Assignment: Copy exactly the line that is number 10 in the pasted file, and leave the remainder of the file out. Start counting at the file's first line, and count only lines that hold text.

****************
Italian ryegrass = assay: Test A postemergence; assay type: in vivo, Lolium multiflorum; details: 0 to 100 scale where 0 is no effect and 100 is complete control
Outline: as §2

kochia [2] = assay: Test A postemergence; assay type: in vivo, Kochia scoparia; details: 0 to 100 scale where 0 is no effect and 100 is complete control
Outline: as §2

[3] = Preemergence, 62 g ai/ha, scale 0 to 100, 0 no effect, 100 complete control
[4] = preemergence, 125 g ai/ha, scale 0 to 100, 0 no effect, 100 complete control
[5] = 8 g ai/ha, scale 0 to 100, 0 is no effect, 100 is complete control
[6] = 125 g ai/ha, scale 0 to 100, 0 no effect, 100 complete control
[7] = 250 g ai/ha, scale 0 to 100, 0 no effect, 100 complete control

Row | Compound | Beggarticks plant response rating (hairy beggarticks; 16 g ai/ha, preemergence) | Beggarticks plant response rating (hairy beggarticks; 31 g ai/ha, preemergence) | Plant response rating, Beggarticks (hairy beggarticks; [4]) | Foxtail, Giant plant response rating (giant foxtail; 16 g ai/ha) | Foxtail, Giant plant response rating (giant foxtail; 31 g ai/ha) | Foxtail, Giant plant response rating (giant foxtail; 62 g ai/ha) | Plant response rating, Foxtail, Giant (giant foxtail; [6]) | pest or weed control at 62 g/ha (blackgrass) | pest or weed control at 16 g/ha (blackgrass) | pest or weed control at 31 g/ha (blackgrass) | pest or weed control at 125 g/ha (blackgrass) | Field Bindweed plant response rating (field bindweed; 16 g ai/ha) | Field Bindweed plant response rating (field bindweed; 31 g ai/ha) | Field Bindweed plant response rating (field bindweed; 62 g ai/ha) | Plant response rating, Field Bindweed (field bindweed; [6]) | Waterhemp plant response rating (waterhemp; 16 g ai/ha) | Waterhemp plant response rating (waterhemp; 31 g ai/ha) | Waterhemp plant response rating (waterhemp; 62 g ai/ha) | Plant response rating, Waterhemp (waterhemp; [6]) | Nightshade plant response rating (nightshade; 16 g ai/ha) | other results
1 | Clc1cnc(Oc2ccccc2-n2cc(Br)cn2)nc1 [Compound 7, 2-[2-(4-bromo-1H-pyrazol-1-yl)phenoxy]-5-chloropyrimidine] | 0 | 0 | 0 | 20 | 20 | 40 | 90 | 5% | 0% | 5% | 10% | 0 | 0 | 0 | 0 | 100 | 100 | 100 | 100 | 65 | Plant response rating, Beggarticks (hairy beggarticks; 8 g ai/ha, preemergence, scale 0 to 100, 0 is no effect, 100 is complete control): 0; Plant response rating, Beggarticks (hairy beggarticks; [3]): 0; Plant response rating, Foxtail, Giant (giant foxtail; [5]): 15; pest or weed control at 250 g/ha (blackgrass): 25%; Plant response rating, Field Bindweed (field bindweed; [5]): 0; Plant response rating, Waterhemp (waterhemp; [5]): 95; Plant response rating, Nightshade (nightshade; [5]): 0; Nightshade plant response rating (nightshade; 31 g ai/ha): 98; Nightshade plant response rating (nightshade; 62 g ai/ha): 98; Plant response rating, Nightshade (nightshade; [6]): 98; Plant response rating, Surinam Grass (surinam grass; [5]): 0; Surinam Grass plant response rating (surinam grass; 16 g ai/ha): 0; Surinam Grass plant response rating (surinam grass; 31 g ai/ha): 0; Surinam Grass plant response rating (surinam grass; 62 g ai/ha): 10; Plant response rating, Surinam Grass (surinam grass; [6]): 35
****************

Row | Compound | Beggarticks plant response rating (hairy beggarticks; 16 g ai/ha, preemergence) | Beggarticks plant response rating (hairy beggarticks; 31 g ai/ha, preemergence) | Plant response rating, Beggarticks (hairy beggarticks; [4]) | Foxtail, Giant plant response rating (giant foxtail; 16 g ai/ha) | Foxtail, Giant plant response rating (giant foxtail; 31 g ai/ha) | Foxtail, Giant plant response rating (giant foxtail; 62 g ai/ha) | Plant response rating, Foxtail, Giant (giant foxtail; [6]) | pest or weed control at 62 g/ha (blackgrass) | pest or weed control at 16 g/ha (blackgrass) | pest or weed control at 31 g/ha (blackgrass) | pest or weed control at 125 g/ha (blackgrass) | Field Bindweed plant response rating (field bindweed; 16 g ai/ha) | Field Bindweed plant response rating (field bindweed; 31 g ai/ha) | Field Bindweed plant response rating (field bindweed; 62 g ai/ha) | Plant response rating, Field Bindweed (field bindweed; [6]) | Waterhemp plant response rating (waterhemp; 16 g ai/ha) | Waterhemp plant response rating (waterhemp; 31 g ai/ha) | Waterhemp plant response rating (waterhemp; 62 g ai/ha) | Plant response rating, Waterhemp (waterhemp; [6]) | Nightshade plant response rating (nightshade; 16 g ai/ha) | other results